Last Updated: Wednesday, January 13, 2021

Explore helping others in the community – early level

What is this?

This learning experience will support children’s understanding of the wider world. They will explore how litter and household waste can be recycled.

The activity is intended to support teachers and practitioners to plan learning experiences for children/young people in their usual setting or while they are learning at home. As well as taking account of national and local guidance relating to Covid-19, the activity should be used or adapted accordingly to consider the range of learners and their prior knowledge and individual circumstances in relation to this learning experience.

Curriculum for Excellence (CfE) experiences and outcomes: Early level

Health and Wellbeing

  • Representing my class, school and/or wider community encourages my self-worth and confidence and allows me to contribute to and participate in society. HWB 0-12a
  • Through contributing my views, time and talents, I play a part in bringing about positive change in my school and the wider community. HWB 0-13a

Social Studies

  • By exploring my local community, I have discovered the different roles people play and how they can help. SOC 0-16a

Technologies

  • To help care for the environment, I reduce, re-use and recycle the resources I use. TCH 0-06a

Sciences

  • I have observed living things in the environment over time and I am becoming aware of how they depend on each other. SCN 0-01a

Numeracy and Mathematics

  • I can collect objects and ask questions to gather information, organising and display my findings in different ways. MNU 0-20a

Purpose of the activity

Children will think, discuss, and take part in activities that help care for the environment. In this experience, they will consider how to reduce, re-use and recycle materials used in their everyday lives.

Learning activity

  • Talk to children about their experiences of litter and rubbish. Children should share their experiences of what they see when they are out in their local area. What do they do with their rubbish? Do they recycle their rubbish?
  • Watch the BBC Bitesize video which explores why litter and household waste should be recycled. Discuss and explain what the word ‘recycled’ means. For example, recycling means the piece of rubbish can be used again in some way.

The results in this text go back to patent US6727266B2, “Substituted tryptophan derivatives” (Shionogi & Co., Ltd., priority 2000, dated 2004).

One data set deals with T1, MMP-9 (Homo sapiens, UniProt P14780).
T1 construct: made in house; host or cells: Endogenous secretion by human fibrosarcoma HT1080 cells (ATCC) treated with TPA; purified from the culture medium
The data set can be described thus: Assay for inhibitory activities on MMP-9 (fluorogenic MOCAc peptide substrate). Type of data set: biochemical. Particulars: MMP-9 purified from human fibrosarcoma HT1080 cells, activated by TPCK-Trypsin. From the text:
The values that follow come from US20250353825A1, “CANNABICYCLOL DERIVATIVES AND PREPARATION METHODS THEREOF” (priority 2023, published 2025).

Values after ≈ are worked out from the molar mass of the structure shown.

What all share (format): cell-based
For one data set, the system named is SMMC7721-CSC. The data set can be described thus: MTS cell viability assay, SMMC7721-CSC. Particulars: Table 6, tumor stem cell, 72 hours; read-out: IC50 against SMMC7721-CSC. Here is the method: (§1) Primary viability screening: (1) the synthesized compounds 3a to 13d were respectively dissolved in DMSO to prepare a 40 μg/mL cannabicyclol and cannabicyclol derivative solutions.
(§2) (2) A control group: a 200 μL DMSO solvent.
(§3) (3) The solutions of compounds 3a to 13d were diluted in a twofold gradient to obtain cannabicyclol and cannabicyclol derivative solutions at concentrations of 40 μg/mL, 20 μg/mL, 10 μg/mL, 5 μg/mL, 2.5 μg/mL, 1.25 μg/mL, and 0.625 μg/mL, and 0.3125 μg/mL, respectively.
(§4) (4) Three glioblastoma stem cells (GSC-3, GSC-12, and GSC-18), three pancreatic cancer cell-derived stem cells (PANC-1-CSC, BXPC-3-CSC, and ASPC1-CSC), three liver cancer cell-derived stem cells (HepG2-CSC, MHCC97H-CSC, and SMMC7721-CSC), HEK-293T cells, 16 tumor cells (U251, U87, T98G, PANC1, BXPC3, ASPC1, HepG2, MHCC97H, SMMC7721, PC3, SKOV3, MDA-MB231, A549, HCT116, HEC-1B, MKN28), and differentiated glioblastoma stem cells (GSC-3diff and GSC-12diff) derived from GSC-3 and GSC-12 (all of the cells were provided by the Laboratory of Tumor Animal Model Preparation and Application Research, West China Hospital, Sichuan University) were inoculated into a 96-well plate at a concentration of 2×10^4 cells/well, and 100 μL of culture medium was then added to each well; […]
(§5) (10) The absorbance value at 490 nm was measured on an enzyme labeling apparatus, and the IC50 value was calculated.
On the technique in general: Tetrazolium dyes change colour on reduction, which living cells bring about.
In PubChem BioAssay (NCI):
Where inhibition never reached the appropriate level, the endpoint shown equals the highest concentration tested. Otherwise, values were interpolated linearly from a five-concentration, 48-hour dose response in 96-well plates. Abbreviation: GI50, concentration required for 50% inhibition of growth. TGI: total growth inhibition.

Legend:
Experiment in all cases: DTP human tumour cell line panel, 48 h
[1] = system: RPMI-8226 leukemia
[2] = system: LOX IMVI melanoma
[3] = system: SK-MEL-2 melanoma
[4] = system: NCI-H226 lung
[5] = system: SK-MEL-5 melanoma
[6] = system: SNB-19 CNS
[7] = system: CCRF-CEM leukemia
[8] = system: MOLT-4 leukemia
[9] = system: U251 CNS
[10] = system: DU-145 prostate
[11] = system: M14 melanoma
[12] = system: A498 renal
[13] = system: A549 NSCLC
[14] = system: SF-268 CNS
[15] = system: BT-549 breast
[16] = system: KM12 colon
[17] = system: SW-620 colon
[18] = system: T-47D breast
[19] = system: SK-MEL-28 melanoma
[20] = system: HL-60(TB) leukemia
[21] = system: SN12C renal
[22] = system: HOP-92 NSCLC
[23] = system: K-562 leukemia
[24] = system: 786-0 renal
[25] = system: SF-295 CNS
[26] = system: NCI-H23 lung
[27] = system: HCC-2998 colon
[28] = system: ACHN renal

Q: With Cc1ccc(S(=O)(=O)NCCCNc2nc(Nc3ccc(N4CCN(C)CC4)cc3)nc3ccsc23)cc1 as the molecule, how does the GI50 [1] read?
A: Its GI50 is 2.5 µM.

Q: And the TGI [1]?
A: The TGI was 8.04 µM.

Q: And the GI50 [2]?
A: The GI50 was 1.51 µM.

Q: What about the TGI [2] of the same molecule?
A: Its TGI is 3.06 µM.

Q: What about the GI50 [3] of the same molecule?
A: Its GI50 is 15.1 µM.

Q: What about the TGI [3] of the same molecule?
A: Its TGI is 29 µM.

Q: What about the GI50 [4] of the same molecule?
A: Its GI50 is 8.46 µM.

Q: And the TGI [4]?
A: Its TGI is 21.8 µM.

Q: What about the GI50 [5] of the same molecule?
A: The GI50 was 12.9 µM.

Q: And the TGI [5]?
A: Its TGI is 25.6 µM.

• You could use some of these questions after watching the video clip:
    • How do the children feel about what litter does to the environment?
    • How can animals be harmed by litter? What can happen to the places animals live if people do not put litter away? Discuss the meaning of the word ‘habitat’.
    • Who should be responsible for looking after the environment?
  • Children could sort a collection of items into recycling boxes and containers. The items will need to be clean and have no edges that are sharp. Talk to the children about why this is important.
  • Children should be encouraged to record the type of materials they are sorting. This could be in the form of a drawing, a tally chart with marks, or any other form of making to communicate their observations.
  • Encourage the children to share their findings and think about what it means. For example, why is there more plastic than paper? What do they think happens to all of the plastic after it is collected from the setting or home?

Extension activity

  • Initiate discussion by asking children what types of litter they see in their local area.
  • Children should watch the CBBC Newsround video clip and think about their local area. How does the video make you feel?
  • Talk with children about the how litter can cause harm in our oceans. Did they know that litter from our streets and parks often gets blown or washed away, ending up in ponds, lakes, rivers and oceans – harming wildlife.
  • Talk with children about something they think they could do in their local community at some point in the future to help with litter.
  • Children could design a poster to share their ideas, knowledge and plans for how they will help keep their local area free of litter and rubbish.

National Benchmarks

Sciences

  • Describes characteristics of livings things and how they depend on each other, for example, animals which depend on plants for food.

Technologies

  • Understands what can be reduced, re-used and recycled.

Numeracy and Mathematics

  • Collects and organises objects for a specific purpose.

Possible approach to assessing learning

The following reflective questions could be used to ascertain children’s progress and next steps:

  • To what extent do children share about their understanding of how living things affect each other, with a particular focus on the impact of litter from the human population?
  • How well do children use and display information relating to litter and describe what this means to them?

When planning your approach to assessing learning, please take account of the latest guidance on assessment approaches.